Who is Lamise Shawahin, PhD?
Lamise Shawahin is an exciting, emerging scholar focused on psychosocial resources of American Muslims. She is Palestinian-American who is passionate about social justice issues both locally and globally. She completed her doctorate in Counseling Psychology at Purdue University, under the mentorship of Ayse Ciftci, PhD.
Contribution to Muslim Mental Health Discourse
Although her research focuses broadly on ethnic minorities, Lamise is invested in contributing to literature on Muslim Americans. Her dissertation research focused on risk and resilience factors that impact Muslim Americans. One finding from her dissertation was that religious community support can potentially protect against the development of depressive symptoms among Muslim Americans. At the same time, the data revealed that Muslim women who reported significantly higher levels of depressive symptoms, did not appear to benefit as much from religious community support as the men in the sample. The findings suggest that community centers and mosques should focus efforts on creating programming and support for Muslim women to foster resilience. This finding emerged using post hoc analyses resulting from an unexpected finding, and highlights the importance in asking intersectional questions in research.
Given her doctoral training in Counseling Psychology, Lamise brings theoretical sophistication to models of psychotherapy, with a particular in the role of culture in accessing therapeutic interventions. Methodologically, Lamise is truly a mixed methods research: she is comfortable with survey design, advanced statistical analysis such as structural equation modeling and path analysis as well qualitative analysis.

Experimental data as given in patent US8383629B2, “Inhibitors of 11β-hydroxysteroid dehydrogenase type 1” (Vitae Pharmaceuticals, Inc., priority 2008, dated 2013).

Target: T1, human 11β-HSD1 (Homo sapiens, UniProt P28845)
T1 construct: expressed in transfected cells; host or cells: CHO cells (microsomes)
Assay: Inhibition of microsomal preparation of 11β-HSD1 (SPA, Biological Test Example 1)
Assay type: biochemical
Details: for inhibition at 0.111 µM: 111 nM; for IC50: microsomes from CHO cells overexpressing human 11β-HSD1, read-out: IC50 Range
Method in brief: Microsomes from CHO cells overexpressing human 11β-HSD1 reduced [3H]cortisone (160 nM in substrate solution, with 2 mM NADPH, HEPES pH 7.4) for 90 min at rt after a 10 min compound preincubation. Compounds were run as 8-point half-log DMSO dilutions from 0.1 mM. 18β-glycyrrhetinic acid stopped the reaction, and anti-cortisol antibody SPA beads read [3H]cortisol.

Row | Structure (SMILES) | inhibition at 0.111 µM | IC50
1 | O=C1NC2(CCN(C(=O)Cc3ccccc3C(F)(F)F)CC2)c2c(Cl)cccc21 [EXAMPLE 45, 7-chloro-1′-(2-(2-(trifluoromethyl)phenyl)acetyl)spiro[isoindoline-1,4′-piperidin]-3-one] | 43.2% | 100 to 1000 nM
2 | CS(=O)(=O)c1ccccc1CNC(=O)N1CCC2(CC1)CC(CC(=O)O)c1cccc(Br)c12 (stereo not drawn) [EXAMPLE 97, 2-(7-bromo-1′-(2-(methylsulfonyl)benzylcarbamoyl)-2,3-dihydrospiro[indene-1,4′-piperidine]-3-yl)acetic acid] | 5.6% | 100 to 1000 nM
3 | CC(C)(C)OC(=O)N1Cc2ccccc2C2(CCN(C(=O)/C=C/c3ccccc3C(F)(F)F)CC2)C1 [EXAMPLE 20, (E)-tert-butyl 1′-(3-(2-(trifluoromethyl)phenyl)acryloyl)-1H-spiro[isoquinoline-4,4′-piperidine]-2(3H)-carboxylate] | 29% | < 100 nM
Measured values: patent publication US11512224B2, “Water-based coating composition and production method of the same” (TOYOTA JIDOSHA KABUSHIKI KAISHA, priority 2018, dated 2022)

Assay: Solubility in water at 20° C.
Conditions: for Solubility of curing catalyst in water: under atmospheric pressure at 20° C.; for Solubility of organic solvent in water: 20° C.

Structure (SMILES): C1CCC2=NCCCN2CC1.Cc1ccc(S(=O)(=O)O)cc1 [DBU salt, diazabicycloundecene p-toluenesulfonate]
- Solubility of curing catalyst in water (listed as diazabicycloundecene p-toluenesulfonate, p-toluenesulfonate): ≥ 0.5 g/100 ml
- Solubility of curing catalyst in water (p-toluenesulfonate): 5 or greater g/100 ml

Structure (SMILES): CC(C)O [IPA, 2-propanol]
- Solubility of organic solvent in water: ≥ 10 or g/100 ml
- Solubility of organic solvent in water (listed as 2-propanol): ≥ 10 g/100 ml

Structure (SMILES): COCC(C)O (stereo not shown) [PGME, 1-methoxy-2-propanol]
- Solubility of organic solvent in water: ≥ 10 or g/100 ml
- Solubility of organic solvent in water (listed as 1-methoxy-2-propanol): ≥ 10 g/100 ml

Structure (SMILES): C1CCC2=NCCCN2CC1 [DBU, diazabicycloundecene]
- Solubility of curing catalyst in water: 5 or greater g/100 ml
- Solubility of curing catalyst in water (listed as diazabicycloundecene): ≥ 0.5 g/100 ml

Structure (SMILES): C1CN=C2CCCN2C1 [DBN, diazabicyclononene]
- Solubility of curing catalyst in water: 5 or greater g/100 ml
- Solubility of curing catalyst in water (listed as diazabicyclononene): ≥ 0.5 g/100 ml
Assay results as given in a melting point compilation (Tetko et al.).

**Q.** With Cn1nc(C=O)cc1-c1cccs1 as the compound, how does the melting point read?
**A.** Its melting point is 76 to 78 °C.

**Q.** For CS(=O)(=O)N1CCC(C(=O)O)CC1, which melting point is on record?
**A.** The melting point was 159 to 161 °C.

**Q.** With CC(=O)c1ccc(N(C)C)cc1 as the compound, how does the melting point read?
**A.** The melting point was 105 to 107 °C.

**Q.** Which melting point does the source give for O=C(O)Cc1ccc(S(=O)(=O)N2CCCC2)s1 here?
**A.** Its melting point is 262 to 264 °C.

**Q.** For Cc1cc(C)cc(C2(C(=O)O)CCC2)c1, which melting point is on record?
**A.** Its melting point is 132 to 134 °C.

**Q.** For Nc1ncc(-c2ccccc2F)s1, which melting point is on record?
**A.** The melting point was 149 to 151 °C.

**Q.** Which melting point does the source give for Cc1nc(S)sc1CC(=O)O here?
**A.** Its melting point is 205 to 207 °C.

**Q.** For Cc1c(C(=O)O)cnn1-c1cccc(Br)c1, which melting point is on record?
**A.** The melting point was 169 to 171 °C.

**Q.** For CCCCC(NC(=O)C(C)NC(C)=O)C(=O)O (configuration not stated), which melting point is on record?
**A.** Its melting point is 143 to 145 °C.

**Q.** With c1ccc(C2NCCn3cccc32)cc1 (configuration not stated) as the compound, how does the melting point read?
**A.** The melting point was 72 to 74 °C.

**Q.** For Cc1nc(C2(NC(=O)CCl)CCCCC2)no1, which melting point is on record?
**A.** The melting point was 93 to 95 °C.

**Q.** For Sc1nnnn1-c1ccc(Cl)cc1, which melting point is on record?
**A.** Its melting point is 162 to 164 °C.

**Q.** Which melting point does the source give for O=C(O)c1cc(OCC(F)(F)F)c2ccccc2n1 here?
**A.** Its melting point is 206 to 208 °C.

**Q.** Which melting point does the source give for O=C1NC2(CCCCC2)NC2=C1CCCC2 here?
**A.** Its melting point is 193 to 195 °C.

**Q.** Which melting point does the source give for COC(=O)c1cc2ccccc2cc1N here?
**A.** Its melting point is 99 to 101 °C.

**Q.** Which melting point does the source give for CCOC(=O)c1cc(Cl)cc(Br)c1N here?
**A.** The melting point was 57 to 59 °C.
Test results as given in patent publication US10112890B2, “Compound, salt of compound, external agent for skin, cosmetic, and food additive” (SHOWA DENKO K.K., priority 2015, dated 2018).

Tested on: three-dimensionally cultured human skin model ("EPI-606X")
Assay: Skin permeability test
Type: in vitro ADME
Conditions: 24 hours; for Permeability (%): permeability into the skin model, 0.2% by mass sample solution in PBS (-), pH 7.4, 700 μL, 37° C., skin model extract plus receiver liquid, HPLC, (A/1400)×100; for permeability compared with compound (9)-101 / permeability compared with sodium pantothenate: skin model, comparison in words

Areas for Potential Collaboration and Mentoring
For investigators looking for collaborators or graduate students seeking mentors, her current research program focuses on addressing psychosocial adversities (e.g., interpersonal and structural oppression) faced by religious and ethnic minorities in the U.S. She focuses both on training emerging practitioners to develop cultural empathy using intersectionality theory and mindfulness strategies. At the same time, Lamise is working on developing interventions to enhance resilience and empowerment among minority populations. This holistic approach to addressing psychosocial adversities allows her to utilize findings from working with the community to inform the practitioner trainings in her role as an educator in the undergraduate psychology program and graduate clinical psychology program and researcher at Governors State University. For more information, please visit the website.
Lamise believes using the lens of intersectionality to approach research with the Muslim community is critical. She feels the Muslim mental health community should focus on answering research questions that take within group diversity into account. Moreover, she argues that it is critical to accurately represent the Muslim community in research samples and avoid pitfalls of generalizing research conducted with Muslims of immigrant descent to indigenous Muslims. Lamise feels that researchers who come from the Muslim community must move beyond the portrayal of Islam in the United States as a monolith and work to embrace diversity.